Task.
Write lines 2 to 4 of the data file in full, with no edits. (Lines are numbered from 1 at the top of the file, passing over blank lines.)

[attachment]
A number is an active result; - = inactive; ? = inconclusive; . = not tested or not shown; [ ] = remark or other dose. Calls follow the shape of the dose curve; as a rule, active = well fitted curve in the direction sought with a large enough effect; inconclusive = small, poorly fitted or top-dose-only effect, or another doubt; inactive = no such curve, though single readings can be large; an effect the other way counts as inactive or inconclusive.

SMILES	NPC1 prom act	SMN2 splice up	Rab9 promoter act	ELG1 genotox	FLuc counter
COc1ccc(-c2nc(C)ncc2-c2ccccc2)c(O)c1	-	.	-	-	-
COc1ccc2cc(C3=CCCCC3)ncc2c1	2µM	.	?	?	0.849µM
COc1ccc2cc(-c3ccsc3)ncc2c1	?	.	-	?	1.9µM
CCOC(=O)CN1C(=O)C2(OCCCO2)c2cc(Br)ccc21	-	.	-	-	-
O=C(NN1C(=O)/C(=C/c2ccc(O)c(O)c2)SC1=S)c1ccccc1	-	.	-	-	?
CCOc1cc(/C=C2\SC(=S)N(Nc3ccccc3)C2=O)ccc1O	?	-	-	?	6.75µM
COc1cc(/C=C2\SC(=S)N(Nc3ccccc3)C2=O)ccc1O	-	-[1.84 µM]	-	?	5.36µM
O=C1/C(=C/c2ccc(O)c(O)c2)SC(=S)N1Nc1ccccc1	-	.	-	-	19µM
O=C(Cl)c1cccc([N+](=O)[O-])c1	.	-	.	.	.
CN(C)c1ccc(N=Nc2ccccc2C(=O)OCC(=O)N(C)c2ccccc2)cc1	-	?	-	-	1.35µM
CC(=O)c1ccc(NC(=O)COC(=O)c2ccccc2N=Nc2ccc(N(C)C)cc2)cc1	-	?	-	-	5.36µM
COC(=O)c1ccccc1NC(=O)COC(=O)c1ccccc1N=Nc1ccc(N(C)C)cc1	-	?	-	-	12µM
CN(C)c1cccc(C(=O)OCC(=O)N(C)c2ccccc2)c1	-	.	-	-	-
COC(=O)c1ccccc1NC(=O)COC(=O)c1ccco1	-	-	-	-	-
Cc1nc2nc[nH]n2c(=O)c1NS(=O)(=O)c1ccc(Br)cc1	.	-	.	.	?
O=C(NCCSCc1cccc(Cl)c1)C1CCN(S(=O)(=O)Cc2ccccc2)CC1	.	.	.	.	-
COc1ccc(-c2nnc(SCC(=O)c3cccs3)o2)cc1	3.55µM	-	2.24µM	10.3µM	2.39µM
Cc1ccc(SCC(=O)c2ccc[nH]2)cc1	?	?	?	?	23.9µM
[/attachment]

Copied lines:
SMILES	NPC1 prom act	SMN2 splice up	Rab9 promoter act	ELG1 genotox	FLuc counter
COc1ccc(-c2nc(C)ncc2-c2ccccc2)c(O)c1	-	.	-	-	-
COc1ccc2cc(C3=CCCCC3)ncc2c1	2µM	.	?	?	0.849µM